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"Always Ask the Turtle"

Kim Kastens
Columbia University in the City of New York
Kim Kastens, Lamont-Doherty Earth Observatory
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published Jul 19, 2017
I'm at the Earth Educators' Rendezvous, where Cathy Manduca gave a great plenary talk on the past and future of geoscience education. In looking towards the future, she emphasized the importance of teaching about the Earth in the context of societal issues and thereby serving the larger community. When the floor opened for questions and comments, the very first comment was something along the lines of "scientists need to be careful not to assume they know what the community wants or needs; the community has to have its own voice to express its own desires and needs."

By coincidence, my traveling story book on this trip is Gloria Steinem's new memoir My Life on the Road. She tells a relevant story, writing of her undergraduate years at Smith College (p. 177):


I took a course in geology because I thought it was the easiest way of fulfilling a science requirement. One day the professor took us out into the Connecticut River Valley to show us the 'meander curves' of an age-old river.

I was paying no attention because I had walked up a dirt path and found a big turtle, a giant mud turtle about two feet across, on the muddy embankment of an asphalt road. I was sure it was going to crawl onto the road and be crushed by a car.

So with a lot of difficulty, I picked up the huge snapping turtle and slowly carried it down the road to the river.

Just as I had slipped it into the water and was watching it swim away, my geology professor came up behind me.

"You know," he said quietly, "that turtle has probably spent a month crawling up the dirt path to lay its eggs in the mud on the side of the road—you have just put it back in the river."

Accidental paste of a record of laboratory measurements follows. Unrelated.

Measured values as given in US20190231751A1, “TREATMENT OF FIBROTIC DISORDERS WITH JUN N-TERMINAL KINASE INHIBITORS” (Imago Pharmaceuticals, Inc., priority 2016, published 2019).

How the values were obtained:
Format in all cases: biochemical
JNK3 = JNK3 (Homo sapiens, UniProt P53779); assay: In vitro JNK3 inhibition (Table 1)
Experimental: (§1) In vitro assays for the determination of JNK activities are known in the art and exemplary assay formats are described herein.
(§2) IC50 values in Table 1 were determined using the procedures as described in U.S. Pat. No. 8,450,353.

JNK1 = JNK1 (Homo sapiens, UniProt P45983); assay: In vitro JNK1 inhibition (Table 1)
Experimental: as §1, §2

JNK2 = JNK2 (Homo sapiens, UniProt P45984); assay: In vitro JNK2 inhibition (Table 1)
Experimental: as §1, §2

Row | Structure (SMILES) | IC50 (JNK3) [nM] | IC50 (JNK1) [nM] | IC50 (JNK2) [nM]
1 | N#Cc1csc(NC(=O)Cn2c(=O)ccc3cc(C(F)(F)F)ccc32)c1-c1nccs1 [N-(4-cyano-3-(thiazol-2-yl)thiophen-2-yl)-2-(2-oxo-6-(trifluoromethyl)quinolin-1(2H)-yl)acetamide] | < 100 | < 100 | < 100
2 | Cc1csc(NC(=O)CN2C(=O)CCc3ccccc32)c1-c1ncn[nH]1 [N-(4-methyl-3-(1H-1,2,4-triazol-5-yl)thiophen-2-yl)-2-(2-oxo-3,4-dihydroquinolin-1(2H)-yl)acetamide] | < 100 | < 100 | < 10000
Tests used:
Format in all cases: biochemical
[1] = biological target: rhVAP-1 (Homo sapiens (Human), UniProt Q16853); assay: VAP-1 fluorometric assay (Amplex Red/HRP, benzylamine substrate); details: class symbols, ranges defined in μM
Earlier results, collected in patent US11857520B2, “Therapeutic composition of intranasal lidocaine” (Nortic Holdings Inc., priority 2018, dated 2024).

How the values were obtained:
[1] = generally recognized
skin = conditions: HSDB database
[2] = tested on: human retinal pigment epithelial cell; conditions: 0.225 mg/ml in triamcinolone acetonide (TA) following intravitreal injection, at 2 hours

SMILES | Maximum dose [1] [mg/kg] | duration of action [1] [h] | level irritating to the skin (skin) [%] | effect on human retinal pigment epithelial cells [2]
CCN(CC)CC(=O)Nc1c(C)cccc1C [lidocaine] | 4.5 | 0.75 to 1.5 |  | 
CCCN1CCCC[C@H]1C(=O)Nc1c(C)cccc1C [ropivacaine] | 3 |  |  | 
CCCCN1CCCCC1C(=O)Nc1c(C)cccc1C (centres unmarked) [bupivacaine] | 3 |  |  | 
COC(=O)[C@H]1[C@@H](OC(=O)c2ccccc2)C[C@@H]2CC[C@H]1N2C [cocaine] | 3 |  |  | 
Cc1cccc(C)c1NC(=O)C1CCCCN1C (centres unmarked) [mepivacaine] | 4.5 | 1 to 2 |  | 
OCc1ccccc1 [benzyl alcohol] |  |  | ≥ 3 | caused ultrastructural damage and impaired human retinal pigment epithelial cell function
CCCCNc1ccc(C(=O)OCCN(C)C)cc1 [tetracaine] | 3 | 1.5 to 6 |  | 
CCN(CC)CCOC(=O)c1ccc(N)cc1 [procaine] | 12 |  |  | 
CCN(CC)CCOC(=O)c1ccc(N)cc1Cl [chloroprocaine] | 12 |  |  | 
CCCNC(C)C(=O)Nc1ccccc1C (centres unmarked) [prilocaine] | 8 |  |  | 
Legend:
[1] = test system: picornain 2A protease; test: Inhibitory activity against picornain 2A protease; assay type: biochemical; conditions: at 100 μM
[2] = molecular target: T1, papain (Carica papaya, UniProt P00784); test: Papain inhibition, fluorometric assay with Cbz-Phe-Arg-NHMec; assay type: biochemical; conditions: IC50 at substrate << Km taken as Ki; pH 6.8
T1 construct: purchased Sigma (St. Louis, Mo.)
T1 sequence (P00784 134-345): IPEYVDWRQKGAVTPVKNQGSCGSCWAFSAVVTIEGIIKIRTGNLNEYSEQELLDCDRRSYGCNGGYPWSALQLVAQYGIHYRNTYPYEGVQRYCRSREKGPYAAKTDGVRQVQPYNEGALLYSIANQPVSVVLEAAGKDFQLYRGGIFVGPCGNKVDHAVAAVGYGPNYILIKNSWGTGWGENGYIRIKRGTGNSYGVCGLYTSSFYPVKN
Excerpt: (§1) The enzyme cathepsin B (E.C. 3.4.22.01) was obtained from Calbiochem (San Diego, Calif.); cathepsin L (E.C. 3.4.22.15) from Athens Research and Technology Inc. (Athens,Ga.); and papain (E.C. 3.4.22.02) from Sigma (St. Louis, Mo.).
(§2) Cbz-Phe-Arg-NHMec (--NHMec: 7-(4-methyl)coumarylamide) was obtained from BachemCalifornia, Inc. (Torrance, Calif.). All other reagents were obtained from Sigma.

I felt terrible. I couldn't believe what I had done, but it was too late.

I took me many more years of organizing to realize that this parable had taught me the first rule of organizing.

Always ask the turtle.



Many thoughts from this vignette have been swirling around in my mind. First, there is the apparently eternal nature of the assumption that geology would be the "easiest way of fulfilling a science requirement." And the near inevitability that a geology professor in the 1950's, even at a women's college, would be male.

But then, I notice that this unnamed and long dead geology professor managed to teach one of the premiere community organizers of her generation "the first rule of organizing."

The learning took effect years after the lesson was set forth. As teachers we sometimes have no idea what seeds we are planting. The lesson was a collaboration between the professor and mother Nature, made possible because the professor took his students out into the real world and then seized the teachable moment even though orthogonal to his planned lesson. Do you suppose he had any idea that reproductive rights would be central to this young woman's career, or was this a coincidence?

Although nature and the professor played essential roles, the final role in the lesson learned came from Gloria herself. It was left as a task for the student to transfer this wisdom from the domain specific context of one gravid turtle to the domain general context of all dealings with other beings.

Always ask the turtle.


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